[02-Apr-2020] Typo in Project 1
A sign error in the expression for A in problem 1(i) has now been
corrected. Sorry for the mistake.
I have sent each of you a message on WebCampus containing instructions
for obtaining a free version of Maple that can be installed on your home
computer and used for the rest of the course. Please install Maple
and Julia as soon as possible so we don't have to use remote desktop
for our course.
[22-Mar-2020] Mathematica Instead of Maple
Since it may be a few weeks or never before we obtain a Maple
license that is suitable for distance learning, I have
translated
some of our scripts into the Wolfram language.
Note that Mathematica is available through the
UNR
remote desktop.
[21-Mar-2020] Zip Archive of Your Files
Please check your inbox in WebCampus to find a message telling you
how to retrieve a zip archive that contains your files from the
Linux image that we were using in the computer lab.
[23-Mar-2020] Switch to Online Learning
As described at the UNR
webpage on the novel coronavirus
The University will begin online delivery of all for-credit academic
courses Monday, March 23, the week following Spring Break.
The University is directing all students to remain home, not return to
campus, and continue their courses online following the completion of
Spring Break on March 22.
The recommended software for distance learning will be provided by
Zoom Video Communications and accessible by means of a link on our
course page at UNR
WebCampus. Please check the canvas page for the Meeting ID and
Join URL under the Zoom tab.
We will video conference the scheduled classtime at 1:00pm on Monday
and Wednesday. You may need to register for a Zoom account before
then and install the conferencing software on a suitable computer or
mobile phone. Please let me know if you have difficulty installing
the software or finding the Join URL ahead of time so we can fix the
technology before the first class meeting. Given the unique nature
of these arrangements, video attendence will be mandatory.
Project 1 is now available here.
Due date will be Wednesday after Spring Break. Due to the
switch to distance learning, there is an one-week extension
for turning in the programming project. It is now due
anytime during the second week after Spring break and should
be uploaded through WebCampus as Project 1.
[19-Feb-2020] Quiz 1
There will be a quiz covering the lecture notes from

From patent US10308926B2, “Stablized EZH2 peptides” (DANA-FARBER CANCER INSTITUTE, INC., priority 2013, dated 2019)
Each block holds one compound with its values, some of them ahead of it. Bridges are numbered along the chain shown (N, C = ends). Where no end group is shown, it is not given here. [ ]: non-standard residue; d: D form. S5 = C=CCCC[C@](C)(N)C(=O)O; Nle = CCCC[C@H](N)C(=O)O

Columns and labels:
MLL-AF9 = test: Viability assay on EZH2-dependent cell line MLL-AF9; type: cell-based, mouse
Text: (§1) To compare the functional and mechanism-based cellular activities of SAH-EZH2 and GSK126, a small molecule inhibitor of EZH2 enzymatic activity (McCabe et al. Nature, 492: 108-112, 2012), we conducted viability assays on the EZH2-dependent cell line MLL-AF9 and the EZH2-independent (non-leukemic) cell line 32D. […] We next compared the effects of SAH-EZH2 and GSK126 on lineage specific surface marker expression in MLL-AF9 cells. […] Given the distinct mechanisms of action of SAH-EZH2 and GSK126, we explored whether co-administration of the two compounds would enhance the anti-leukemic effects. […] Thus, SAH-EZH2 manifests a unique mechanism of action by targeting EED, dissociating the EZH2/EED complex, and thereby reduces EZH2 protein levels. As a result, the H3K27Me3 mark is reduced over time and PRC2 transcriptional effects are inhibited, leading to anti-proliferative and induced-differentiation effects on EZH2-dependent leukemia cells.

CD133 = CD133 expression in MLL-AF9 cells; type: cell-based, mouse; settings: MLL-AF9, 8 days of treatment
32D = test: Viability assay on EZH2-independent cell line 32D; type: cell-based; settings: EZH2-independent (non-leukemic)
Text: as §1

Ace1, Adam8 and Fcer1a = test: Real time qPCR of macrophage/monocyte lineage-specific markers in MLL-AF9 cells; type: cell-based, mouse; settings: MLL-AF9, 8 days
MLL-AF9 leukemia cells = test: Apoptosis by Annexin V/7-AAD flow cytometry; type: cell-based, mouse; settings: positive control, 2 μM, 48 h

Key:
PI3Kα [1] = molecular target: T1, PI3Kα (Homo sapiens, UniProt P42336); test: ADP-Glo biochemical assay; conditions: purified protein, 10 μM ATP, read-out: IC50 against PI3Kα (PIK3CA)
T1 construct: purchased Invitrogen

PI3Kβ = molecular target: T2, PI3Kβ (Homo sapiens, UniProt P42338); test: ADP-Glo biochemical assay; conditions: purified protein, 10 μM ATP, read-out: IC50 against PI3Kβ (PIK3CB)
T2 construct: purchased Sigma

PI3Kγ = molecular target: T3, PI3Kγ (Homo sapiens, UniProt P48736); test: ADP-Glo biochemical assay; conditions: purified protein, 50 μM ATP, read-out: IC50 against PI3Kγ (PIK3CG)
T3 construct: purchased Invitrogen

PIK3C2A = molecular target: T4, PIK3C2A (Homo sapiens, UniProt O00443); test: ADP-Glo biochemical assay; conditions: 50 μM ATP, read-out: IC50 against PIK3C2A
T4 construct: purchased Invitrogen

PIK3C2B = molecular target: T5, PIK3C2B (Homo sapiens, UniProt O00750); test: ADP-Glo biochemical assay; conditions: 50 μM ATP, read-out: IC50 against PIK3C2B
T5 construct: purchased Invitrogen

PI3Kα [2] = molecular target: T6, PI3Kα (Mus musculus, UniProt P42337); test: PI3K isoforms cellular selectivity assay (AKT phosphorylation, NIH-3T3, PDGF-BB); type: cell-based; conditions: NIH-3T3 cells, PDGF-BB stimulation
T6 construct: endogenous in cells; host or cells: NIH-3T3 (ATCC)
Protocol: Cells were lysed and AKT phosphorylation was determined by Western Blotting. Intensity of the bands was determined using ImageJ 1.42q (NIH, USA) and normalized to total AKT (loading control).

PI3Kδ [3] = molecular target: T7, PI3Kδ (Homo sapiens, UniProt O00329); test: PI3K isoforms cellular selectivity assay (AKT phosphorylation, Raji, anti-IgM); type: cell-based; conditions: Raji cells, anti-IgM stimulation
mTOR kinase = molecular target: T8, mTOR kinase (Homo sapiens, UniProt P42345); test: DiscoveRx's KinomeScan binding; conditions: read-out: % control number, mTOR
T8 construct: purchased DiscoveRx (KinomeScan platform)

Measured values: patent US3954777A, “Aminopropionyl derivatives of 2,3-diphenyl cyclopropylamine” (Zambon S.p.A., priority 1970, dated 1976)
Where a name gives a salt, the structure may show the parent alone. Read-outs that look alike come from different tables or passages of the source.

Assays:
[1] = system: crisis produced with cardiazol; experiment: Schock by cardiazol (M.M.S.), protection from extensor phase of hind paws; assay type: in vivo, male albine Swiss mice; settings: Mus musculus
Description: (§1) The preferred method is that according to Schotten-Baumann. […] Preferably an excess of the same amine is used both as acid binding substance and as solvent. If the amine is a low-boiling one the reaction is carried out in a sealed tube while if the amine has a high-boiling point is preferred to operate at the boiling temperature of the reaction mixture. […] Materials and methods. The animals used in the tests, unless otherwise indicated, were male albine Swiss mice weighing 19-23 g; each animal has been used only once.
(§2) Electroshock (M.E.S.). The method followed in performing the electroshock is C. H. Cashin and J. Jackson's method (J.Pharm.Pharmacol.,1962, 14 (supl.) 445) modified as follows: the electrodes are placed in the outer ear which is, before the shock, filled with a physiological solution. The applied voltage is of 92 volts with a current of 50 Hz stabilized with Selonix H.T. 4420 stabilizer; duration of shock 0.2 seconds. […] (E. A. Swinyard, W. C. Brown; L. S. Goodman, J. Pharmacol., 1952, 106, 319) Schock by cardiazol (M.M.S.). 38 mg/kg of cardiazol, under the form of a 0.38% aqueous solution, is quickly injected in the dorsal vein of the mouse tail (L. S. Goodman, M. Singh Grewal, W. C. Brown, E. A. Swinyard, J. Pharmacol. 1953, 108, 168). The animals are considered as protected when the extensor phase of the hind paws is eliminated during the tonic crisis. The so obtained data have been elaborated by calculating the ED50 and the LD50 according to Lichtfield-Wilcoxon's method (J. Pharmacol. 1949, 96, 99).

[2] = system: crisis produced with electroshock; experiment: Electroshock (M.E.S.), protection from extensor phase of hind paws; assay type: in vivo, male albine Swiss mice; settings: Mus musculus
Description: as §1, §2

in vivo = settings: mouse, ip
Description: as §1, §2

January 22 and February 3 on February 19. Please make sure
you have reviewed the following topics:
The dot product between two functions.
Gram-Schmidt orthogonalization in function spaces.
Construction of the Gauss quadrature rule.
Proof on the accuracy of Gauss quadrature.
Definition of composite quadrature.
Lemma 2: Bounds estimate for quadrature rules.
Theorem 3: Order of convergence of composite quadrature.
Remark on convergence as collocation points increases.
Proof that Gauss quadrature has positive weights.
As per our discussion on Monday topics 2, 3 and 8 are omitted,
topics 1, 4, 5 and 6 are important and topics 7 and 8 are extra
credit and for Math 667.
Written Quiz 1 20 points
Computer Quiz 2 40 points
1 Homework Assignments 20 points
2 Programming Projects 30 points each
In-class Lab Work 20 points
Final Exam (take home) 70 points
Final Exam (in class) 70 points
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300 points total
Exams and quizzes will be interpreted according to the following
grading scale:
Grade Minimum Percentage
A 90 %
B 80 %
C 70 %
D 60 %
The instructor reserves the right to give plus or minus grades and
higher grades
than shown on the scale if he believes they are warranted.
Final Exam
The final exam is scheduled for
Monday, May 11 from 9:50-11:50am on Zoom
please see the meeting link in
WebCampus.
Equal Opportunity Statement
The Mathematics Department is committed to equal opportunity in
education for all students, including those with documented physical
disabilities or documented learning disabilities. University policy
states that it is the responsibility of students with documented
disabilities to contact instructors during the first week of each
semester to discuss appropriate accommodations to ensure equity in
grading, classroom experiences and outside assignments.
Academic Conduct
Bring your student identification to all exams. Work independently on
all exams and quizzes. Behaviors inappropriate to test taking may
disturb other students and will be considered cheating. Don't talk or
pass notes with other students during an exam. Don't read notes or books
while taking exams given in the classroom. You may work on the
programming assignments in groups of two if desired. Homework may be
discussed freely. If you are unclear as to what constitutes cheating,
please consult with me.
Last Updated:
Wed Jan 22 12:45:44 PST 2020